SAT subject tests are content-based college admission tests with an hour long duration. These tests allow you to showcase achievement in specific subject areas like English, history, math, science and languages. SAT subject tests are often used by colleges to place students into the appropriate courses. Moreover, these tests help make admission decisions easier. Your performance in a SAT subject test decides whether you fulfill basic requirements or are eligible to earn a credit for introductory-level courses. Read about the SAT Subject Tests.
Sophomore standing refers to a status of a second-year student. A college may concede this status to an approaching rookie on the off chance that the individual has earned school credits through courses, tests or different programs.
A transcript is an official record of your course work at a school or college that is often required for college admission and for some financial aid packages.
A student who tries out a school subsequent to having gone to another school.
A college student pursuing an associate or a bachelor's degree.
Universal College Application
A standard application form accepted by all colleges that are Universal College Application members. You can fill out this application once and submit it to one or a number of 3,044 colleges that come under this category. Go to the Universal College Application.
A queue of students who are likely to be admitted to a college if space becomes available. Colleges wait to hear if all the students they accepted decide to attend. In a case where a student doesn’t enroll and there are empty spots, a college may fill it with a student who is in the waiting list. Learn more about waiting lists.
Weighted Grade Point Average (GPA)
WGPA is a grade point average that is computed using a system that assigns a higher point value to grades in more-complex classes. For instance, some high schools assign the value of 5.0 (instead of the standard 4.0) for an A earned in an AP class. See how to convert your GPA to a 4.0 scale.
Admission Rate – The percentage of applicants who are admitted to a particular college. A sample of admission rates can be found here.
Advanced Placement (AP) – A program where high schools offer college-level courses with specific curricula in various academic fields. Students who wish to participate can opt for taking an AP exam at the end of the course to demonstrate knowledge in an attempt to earn college credit.
Coalition Application – An online application for admission launched in 2016 by the Coalition for Access, Affordability, and Success (CAAS). This application is by over 90 universities in the US. It consists of a number of tools like the locker, where students can store essays, projects, and other materials for review by counselors and admissions officers, the application itself, and resources for students who may have limited access to college prep materials and guidance.
Common Application – An online application for admission accepted by over 600 universities in the US, Canada, UK, and more. It can be accessed online. A few universities likewise require a school-explicit supplement, which can request extra data like expositions, short-answer questions, and that's just the beginning.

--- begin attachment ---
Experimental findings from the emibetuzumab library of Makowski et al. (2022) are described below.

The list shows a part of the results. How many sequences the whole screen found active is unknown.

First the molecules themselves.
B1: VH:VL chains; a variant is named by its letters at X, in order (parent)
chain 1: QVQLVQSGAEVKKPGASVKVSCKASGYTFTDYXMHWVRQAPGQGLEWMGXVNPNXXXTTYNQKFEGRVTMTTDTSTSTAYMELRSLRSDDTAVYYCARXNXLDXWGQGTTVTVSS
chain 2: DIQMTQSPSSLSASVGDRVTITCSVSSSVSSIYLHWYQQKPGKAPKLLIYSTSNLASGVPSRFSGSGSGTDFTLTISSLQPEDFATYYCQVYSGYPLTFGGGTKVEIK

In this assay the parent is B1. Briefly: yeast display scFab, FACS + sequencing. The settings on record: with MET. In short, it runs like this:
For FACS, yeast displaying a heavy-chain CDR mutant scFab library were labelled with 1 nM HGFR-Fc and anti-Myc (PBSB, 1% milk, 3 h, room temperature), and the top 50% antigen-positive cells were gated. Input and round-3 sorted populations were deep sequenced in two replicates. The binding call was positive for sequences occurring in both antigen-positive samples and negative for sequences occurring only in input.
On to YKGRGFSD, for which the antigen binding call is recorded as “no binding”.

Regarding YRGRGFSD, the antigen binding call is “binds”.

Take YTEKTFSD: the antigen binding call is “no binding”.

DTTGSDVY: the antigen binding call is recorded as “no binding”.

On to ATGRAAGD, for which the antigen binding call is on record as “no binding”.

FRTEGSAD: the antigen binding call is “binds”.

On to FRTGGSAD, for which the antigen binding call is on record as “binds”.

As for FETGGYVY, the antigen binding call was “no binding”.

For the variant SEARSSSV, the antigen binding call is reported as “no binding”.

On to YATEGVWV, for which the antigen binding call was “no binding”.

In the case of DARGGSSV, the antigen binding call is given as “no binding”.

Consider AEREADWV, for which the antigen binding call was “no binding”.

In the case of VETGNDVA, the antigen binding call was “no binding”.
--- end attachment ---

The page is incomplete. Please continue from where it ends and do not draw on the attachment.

Demonstrated Interest - The interest of a student attending the institution to which he or she is applying demonstrated through visits, contact with the admissions office, application essays, etc.
FAFSA – FAFSA or Free Application for Federal Student Aid is meant to determine eligibility for federal financial aid. Only US students qualify for federal financial aid. Nonetheless, a few colleges may request that universal candidates total the FAFSA so as to evaluate budgetary need.
Financial Aid – Money that US government lends or pays for a student to help cover the cost of college (international students generally are not eligible for financial aid).
Informed Interest – A subset of demonstrated interest, which is intended to show how well a student understands a specific school or degree program. Students can successfully exhibit educated enthusiasm by composing point by point "why this college" articles that notice explicit courses, educators, and that's just the beginning. They can likewise show educated enthusiasm for interviews, supplemental articles, and that's just the beginning.
PSAT/NMSQT - The PSAT/NSMQT can be considered as a mock version of the SAT. It is meant to expose students to relevant testing material, and show them where they need to improve in order to reach their goal score on the SAT. NMSQT stands for National Merit Scholarship Qualifying Test (NMSQT). This further implies students who get a specific score on the PSAT can meet all requirements for National Merit Scholarships, which can go far toward financing your school instruction.
Regular Decision – An application alternative that includes applying by a pre-winter or late-fall cutoff time in return for a confirmation choice the accompanying spring.
SAT Subject Test – SAT Subject Tests are state administered tests used to show capability or information in one of 20 explicit branches of knowledge. You can learn more about SAT Subject Tests.
SCEA – SCEA or Single-choice early action is similar to EA. It is an early application option an early application option where you are not bound to attend if accepted. The only restriction here is, you are not allowed to apply early to any other school until you have heard back from your SCEA school. Once you receive the school’s decision of acceptance, deferral, or denial, you are free to apply to other schools
Score Choice – Students who have taken the SAT multiple times, or SAT Subject Test, can use Score Choice to choose which test date for the SAT or which individual Subject Test score they would like to send to colleges. Hence, they do not need to send scores from every exam they take.
Test-Optional – A test-optional college doesn’t ask for one’s SAT or ACT scores for admission. Alternatively, such a college may even disregard the importance of SAT and ACT scores in the admissions process.
Yield – The percentage of students who subsequently enroll once offered admission to a college.